Shigella

Eighty-seven Shigella episodes were reported to HPS in 2015, compared to 110 episodes in 2013. Of those reported in 2016, there were 44 Shigella sonnei, 37 episodes of S. flexneri, three S. boydi and two S. dysenteriae. One episode of Shigella was unspeciated. Thirty-one percent of Shigella episodes were imported in 2016 compared to 35% in 2015.

Vibrio

Seven Vibrio episodes were reported in 2016, the same number as in 2015. The 2016 total comprised four Vibrio parahaemolyticus and three V. cholerae (non 01/0139). All Vibrio episodes in 2016 were imported, as was the case in 2015.

Vector-borne bacteria

Rickettsia

In 2016 there were four episodes of Rickettsia, comprising one Rickettsia prowazekii, two Rickettsia sp. (Spotted Fever group) and one Rickettsia sp. all of which were recorded as imported, compared to seven episodes of Rickettsia in 2015, all of which were also imported.

Vector-borne viruses

All vector-borne viruses reported in Scotland in 2016 were imported. There were 26 episodes of dengue virus in 2016, compared to 2015 when there were 30. The number of episodes of chikungunya virus rose to 16 in 2016 from four in 2015.

Zika virus totals for all of the United Kingdom are reported by Public Health England.12

Vector-borne protozoa

Four episodes of Leishmania were reported in 2016. Of these, one was Leishmania viannia, one was L. braziliensis, one L. mexicana and one Leishmania sp. In 2015, there were three episodes of Leishmania: one L. viannia, one L. braziliensis and one unspeciated. It is assumed all Leishmania infections are imported.

Schistosomiasis

One hundred and one episodes of Schistosoma infection were reported in 2016. In 2015 there were 133 episodes. It is assumed all Schistosoma infections are imported.

Discussion

Surveillance and significance of results

As in previous years, this report considers only those infections where a specimen was tested or examined. It is likely that most investigations are predicated on reported symptoms, but it is also possible that some positive results are related to patients who were tested on a precautionary basis. Positive results alone do not indicate the extent to which the patient was unwell and in some cases with potential for serious outcomes e.g. Zika virus disease symptoms may be trivial.

HPS receives no information on those infections that are acquired abroad but resolve before arrival in Scotland. Thus, taken in isolation, ECOSS data cannot accurately estimate total levels of disease in the travelling population. Clinical and travel histories are often absent from laboratory reports and in all circumstances, surveillance benefits from effective communication between epidemiologists and physicians. The number of imported infections is likely to be underestimated as the appropriate information is recorded inconsistently in ECOSS. This is probably the case in many or most of the Cyclospora infections reported here.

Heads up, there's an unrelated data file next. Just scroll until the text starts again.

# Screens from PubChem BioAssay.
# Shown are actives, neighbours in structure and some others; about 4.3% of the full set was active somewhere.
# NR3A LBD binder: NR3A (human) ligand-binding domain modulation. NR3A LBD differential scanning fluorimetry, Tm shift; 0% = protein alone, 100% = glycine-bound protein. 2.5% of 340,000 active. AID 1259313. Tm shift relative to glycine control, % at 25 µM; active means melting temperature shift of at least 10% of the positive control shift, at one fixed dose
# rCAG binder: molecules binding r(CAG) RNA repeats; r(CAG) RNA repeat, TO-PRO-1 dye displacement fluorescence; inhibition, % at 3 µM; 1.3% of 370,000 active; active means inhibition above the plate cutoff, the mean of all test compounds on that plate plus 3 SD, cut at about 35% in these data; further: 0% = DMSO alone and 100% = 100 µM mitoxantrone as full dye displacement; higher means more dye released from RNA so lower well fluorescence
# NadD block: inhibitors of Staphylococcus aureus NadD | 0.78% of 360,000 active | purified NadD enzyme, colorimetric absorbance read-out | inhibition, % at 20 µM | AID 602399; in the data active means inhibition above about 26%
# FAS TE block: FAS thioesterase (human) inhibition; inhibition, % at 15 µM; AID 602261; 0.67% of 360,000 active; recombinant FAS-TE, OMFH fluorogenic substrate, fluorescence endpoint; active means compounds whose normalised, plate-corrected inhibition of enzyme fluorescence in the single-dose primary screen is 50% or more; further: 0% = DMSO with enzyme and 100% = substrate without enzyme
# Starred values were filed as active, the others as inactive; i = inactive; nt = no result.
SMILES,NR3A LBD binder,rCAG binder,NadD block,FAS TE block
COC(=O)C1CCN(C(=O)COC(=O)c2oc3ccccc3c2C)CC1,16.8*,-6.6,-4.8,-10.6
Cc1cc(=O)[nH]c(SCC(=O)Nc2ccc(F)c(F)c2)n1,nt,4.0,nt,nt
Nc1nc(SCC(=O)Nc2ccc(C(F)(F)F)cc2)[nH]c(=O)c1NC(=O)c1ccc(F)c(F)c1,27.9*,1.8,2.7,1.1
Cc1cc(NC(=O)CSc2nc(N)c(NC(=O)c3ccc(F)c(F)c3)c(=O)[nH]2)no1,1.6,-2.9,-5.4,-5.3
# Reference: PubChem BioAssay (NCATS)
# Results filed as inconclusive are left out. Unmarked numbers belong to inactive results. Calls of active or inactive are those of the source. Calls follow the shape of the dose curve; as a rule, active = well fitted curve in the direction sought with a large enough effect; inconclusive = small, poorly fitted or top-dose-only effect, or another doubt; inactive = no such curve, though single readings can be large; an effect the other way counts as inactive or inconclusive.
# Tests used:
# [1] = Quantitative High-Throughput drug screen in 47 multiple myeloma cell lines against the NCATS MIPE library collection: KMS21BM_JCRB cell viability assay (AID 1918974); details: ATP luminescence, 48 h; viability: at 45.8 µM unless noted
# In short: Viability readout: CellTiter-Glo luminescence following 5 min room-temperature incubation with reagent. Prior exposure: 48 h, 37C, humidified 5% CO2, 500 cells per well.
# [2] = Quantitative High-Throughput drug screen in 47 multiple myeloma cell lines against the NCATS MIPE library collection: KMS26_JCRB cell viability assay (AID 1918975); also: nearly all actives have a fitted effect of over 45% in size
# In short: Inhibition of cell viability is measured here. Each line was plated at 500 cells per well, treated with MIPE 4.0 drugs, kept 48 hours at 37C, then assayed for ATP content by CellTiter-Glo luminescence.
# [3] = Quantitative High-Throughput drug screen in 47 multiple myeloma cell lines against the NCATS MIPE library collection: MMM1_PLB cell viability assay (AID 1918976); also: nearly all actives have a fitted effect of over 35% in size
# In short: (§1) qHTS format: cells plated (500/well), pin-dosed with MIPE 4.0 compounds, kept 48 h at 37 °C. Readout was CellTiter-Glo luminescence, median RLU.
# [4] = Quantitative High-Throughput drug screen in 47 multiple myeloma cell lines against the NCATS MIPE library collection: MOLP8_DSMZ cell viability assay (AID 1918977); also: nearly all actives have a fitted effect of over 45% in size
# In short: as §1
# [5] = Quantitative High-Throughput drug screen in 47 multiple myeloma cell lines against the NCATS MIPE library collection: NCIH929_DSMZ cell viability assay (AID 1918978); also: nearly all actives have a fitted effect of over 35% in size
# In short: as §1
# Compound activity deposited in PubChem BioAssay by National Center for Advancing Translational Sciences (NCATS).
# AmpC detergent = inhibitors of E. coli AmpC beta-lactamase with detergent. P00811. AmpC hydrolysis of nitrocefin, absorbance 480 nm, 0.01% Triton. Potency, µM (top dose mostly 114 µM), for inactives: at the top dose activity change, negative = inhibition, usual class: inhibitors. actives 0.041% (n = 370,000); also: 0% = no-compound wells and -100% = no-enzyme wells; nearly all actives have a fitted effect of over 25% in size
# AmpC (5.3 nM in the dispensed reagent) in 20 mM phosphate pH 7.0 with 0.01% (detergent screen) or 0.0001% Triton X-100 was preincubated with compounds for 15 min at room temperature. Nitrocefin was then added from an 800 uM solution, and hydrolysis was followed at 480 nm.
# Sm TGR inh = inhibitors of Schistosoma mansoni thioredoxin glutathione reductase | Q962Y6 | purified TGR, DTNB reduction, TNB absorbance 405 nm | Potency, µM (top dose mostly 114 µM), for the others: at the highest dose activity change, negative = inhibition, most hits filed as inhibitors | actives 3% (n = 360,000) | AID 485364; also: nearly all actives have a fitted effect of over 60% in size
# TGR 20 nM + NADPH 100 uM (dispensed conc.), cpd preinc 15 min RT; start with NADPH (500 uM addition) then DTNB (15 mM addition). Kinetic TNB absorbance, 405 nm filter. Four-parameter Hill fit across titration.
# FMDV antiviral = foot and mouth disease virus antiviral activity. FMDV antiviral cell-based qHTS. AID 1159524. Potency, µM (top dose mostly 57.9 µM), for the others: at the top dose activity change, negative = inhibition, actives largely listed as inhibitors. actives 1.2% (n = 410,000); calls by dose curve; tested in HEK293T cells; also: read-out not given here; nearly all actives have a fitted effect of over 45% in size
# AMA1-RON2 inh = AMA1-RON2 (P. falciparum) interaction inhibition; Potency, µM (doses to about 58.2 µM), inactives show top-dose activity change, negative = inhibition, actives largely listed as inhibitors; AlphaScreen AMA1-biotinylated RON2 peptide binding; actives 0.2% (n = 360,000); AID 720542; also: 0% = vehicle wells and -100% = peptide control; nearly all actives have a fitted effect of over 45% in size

For some pathogens e.g. flaviviruses,13,14,15 a positive test result may arise from vaccination or cross-reaction. Positive yellow fever IgG results are seen frequently, but unless followed by a rising IgG titre or accompanied by a positive IgM or PCR result they are usually discounted.

In 2016 testing for Zika virus presented challenges for UK public health agencies: validated assays were initially unavailable and PCR also presented challenges, as viraemia in Zika virus infection is usually short-lived. All Zika virus testing was performed at Public Health England’s Rare & Imported Pathogens Laboratory (RIPL).16

Gastrointestinal pathogens

Organisms such as Salmonella, Shigella, Giardia and Cryptosporidium causing traveller’s diarrhoea (TD)17,18 remain the most commonly reported infections. As in previous years, a small number of infections caused by Vibrio species were identified in Scotland in 2016. An outbreak of cyclosporiasis in Europe and North America began in 2015 with travel to Mexico associated with some cases.

In 2016, HPS worked with microbiologists, health protection teams and colleagues in Public Health England (PHE) and the other devolved administrations to investigate a large outbreak of Cyclospora among travellers returning to the UK from Mexico with the majority of cases reported in July and August.19 This was the second consecutive year that an outbreak of Cyclospora among travellers returning from Mexico had been identified in the UK, with a smaller outbreak in 2015.20

Cyclospora most often occurs in tropical and subtropical regions of the world including South and Central America, South and South East Asia, the Middle East and Africa, information on Cyclospora for those travelling to these regions is available at https://www.gov.uk/government/uploads/system/uploads/attachment_data/file/545769/Cyclospora_advice_sheet.pdf.

Vector-borne viruses

Once again, dengue virus was the most frequently-reported vector-borne virus in Scotland, although the number of episodes reported in Scotland fell in 2016, while episodes of chikungunya rose in number.

Dengue and chikungunya viruses occur across the tropics and subtropics and are increasingly found in warmer areas of the temperate zone, with transmission occurring in Italy (chikungunya)21 and metropolitan France (dengue)22 in recent years. Chikungunya and dengue are unrelated to each other but can be transmitted by the same Aedes sp mosquito vectors23 so may occur together. Major outbreaks of dengue and chikungunya have been ongoing in the Caribbean and the Americas for the past three years24,25 with Asia and the Pacific region also experiencing a significant burden of disease.26 In some countries one or both of these viruses has replaced malaria as the most significant vector-borne infection. Vector-borne viruses may present a greater challenge to the traveller than does malaria. Bite avoidance is the only preventive measure for most and this may prove insufficient in countries with high mosquito density and high viral incidence in humans or other mammals.